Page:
HomeNewsConnectivity, virtualisation to power Huawei's future

    Connectivity, virtualisation to power Huawei’s future


    Consumers will only account for 10 percent of total connections by 2025, Huawei has predicted, with the firm focusing on connectivity and virtualisation for the years ahead.

    In its 2015 Annual Report, Rotating and Acting CEO Guo Ping claimed there would be 100 billion connections by 2025, but consumers would only account for a fraction of these. 

    He said: “Currently, 99 percent of devices with sensors are not connected to the Internet. Therefore, our top priority will be to enhance connectivity, and Narrowband Internet of Things (NB-IoT) is the core technology that will support these massive numbers of connections between things.

    “With low power consumption, wide coverage, strong signals, and the ability to support high-density connectivity in specific areas, NB-IoT will make static objects smart and interactive, and allow numerous things to “speak”. This will provide a huge boost to industry efficiency.”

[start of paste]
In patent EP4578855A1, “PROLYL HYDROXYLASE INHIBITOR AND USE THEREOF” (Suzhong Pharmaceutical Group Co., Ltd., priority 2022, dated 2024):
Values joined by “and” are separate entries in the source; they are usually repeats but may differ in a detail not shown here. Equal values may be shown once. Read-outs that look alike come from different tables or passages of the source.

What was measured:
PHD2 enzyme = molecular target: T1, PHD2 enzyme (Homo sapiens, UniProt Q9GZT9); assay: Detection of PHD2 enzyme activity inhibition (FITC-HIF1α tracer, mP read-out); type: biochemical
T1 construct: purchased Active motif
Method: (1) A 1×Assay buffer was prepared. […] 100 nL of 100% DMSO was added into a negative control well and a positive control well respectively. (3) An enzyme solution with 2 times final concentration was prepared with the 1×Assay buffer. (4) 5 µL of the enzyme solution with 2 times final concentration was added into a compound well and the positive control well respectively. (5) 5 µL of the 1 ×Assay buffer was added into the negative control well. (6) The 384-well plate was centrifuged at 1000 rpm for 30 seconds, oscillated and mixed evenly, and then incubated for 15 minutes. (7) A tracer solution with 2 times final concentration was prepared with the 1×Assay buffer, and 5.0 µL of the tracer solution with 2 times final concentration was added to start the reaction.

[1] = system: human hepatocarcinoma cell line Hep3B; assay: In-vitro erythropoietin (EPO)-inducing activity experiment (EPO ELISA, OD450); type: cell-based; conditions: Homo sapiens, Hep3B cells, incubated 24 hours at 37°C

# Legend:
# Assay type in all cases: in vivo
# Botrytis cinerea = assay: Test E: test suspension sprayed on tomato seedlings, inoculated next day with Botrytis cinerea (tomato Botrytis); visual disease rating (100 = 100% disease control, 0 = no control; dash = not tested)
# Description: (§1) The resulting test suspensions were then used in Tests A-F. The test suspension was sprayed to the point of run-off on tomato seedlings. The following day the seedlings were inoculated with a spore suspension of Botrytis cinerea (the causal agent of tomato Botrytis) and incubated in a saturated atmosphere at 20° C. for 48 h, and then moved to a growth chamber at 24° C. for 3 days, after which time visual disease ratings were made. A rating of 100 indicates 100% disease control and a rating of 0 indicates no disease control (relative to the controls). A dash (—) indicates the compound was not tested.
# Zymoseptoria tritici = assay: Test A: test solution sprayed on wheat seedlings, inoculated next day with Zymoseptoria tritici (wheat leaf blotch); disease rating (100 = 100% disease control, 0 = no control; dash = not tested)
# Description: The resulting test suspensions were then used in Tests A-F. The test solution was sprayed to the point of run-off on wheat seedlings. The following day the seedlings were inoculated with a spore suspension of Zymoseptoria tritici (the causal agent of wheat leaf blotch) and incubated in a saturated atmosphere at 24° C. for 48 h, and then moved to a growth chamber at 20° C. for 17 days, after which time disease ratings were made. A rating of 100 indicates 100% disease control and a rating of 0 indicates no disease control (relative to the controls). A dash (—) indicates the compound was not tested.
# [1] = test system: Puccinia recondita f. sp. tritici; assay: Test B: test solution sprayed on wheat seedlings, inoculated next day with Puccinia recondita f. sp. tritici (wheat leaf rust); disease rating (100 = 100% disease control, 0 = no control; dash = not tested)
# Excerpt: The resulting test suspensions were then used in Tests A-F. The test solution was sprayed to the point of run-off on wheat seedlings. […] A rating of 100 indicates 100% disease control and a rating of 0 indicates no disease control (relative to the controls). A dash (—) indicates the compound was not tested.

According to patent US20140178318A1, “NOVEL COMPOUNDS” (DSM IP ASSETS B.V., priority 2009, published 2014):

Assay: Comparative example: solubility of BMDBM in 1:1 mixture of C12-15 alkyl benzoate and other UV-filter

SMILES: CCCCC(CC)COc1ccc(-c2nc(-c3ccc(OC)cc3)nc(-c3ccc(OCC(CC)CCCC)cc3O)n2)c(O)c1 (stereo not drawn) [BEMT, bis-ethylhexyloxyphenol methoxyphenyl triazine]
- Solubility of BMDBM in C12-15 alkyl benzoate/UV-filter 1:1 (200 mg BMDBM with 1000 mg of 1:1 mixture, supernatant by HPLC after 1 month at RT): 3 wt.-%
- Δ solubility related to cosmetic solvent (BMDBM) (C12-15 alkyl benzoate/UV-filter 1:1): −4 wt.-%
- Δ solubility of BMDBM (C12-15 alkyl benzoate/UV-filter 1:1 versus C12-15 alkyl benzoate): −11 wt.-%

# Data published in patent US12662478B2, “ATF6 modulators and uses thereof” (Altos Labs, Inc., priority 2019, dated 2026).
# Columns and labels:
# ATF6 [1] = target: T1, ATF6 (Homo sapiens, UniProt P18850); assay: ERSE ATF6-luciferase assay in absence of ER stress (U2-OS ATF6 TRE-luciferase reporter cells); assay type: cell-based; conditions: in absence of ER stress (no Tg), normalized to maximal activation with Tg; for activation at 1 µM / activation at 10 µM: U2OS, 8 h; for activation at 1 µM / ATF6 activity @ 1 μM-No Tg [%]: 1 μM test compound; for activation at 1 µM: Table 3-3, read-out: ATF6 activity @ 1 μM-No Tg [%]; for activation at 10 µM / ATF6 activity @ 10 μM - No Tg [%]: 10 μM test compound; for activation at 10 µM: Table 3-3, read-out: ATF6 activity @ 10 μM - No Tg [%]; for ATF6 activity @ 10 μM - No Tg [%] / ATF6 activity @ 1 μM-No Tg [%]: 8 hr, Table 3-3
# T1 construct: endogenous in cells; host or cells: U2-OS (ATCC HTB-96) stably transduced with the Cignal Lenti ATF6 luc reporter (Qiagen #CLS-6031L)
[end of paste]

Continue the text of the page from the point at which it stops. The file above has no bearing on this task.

The standards for NB-IoT are currently being agreed upon, with the first networks featuring the technology expected late this year or in early 2017.

    [Read more – Orange to launch 4G NB-IoT network in 2018, happy to play it cool on 5G race]

    Internet of Things aside, Guo said it wanted to open more labs to help foster greater levels of innovation and reduce time to market for the likes of 5G, cloud and digital transformation.

    Last month it opened its latest lab in Munich.

    He said: “For developers, we have built an open, enabling Ecosystem Software Development Kit (eSDK) platform to provide flexible and easy-to-use tools, along with agile support services.”

    Virtualisation was also highlighted as critical for operators for the years ahead. Guo said: “At the heart of all connections, carriers need to establish software-defined architecture, achieve agile operations, increase their own operational efficiency, and explore ways to monetise massive amounts of data. They also need to choose strategic partners that are capable of integration.

    “In the meantime, by developing their own integration capabilities, carriers can help cultivate a more open and innovative ecosystem. Only by exposing network capabilities will greater opportunities emerge.”

    Guo’s comments came as the vendor revealed a rise in sales and profits for 2015.